Retinal Photodamage Mediated by All-trans-retinal


  • Tadao Maeda,

    1. Department of Ophthalmology and Visual Sciences, Case Western Reserve University, Cleveland, OH
    2. Department of Pharmacology, Case Western Reserve University, Cleveland, OH
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  • Marcin Golczak,

    1. Department of Pharmacology, Case Western Reserve University, Cleveland, OH
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  • Akiko Maeda

    Corresponding author
    1. Department of Ophthalmology and Visual Sciences, Case Western Reserve University, Cleveland, OH
    2. Department of Pharmacology, Case Western Reserve University, Cleveland, OH
      Corresponding author email: (Akiko Maeda)
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  • This invited paper is part of the Symposium-in-Print “Retinal Photodamage.”

Corresponding author email: (Akiko Maeda)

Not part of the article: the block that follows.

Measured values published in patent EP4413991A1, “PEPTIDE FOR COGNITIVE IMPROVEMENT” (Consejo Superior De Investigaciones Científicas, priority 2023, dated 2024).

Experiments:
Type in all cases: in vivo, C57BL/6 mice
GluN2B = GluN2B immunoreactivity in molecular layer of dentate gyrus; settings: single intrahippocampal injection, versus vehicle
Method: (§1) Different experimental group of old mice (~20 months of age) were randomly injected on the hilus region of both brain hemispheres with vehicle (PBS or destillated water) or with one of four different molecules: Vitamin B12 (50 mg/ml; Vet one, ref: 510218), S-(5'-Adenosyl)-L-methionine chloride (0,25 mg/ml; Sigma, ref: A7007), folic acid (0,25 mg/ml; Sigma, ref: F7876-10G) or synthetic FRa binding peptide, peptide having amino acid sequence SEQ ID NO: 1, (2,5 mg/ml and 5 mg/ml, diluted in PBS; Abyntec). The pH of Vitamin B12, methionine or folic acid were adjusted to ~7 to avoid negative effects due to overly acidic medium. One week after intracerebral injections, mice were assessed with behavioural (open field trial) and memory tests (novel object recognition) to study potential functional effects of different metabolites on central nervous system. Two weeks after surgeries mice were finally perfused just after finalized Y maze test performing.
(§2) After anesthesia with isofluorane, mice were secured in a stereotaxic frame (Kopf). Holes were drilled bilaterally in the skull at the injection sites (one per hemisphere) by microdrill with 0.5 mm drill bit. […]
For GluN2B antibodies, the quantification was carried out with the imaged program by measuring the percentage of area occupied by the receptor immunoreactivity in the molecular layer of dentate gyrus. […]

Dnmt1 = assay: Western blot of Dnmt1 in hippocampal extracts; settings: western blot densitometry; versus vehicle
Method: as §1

Accumulation of all-trans-retinal (all-trans-RAL), reactive vitamin A aldehyde, is one of the key factors in initiating retinal photodamage. This photodamage is characterized by progressive retinal cell death evoked by light exposure in both an acute and chronic fashion. Photoactivated rhodopsin releases all-trans-RAL, which is subsequently transported by ATP-binding cassette transporter 4 and reduced to all-trans-retinol by all-trans-retinol dehydrogenases located in photoreceptor cells. Any interruptions in the clearing of all-trans-RAL in the photoreceptors can cause an accumulation of this reactive aldehyde and its toxic condensation products. This accumulation may result in the manifestation of retinal dystrophy including human retinal degenerative diseases such as Stargardt’s disease and age-related macular degeneration. Herein, we discuss the mechanisms of all-trans-RAL clearance in photoreceptor cells by sequential enzymatic reactions, the visual (retinoid) cycle, and potential molecular pathways of retinal photodamage. We also review recent imaging technologies to monitor retinal health status as well as novel therapeutic strategies preventing all-trans-RAL-associated retinal photodamage.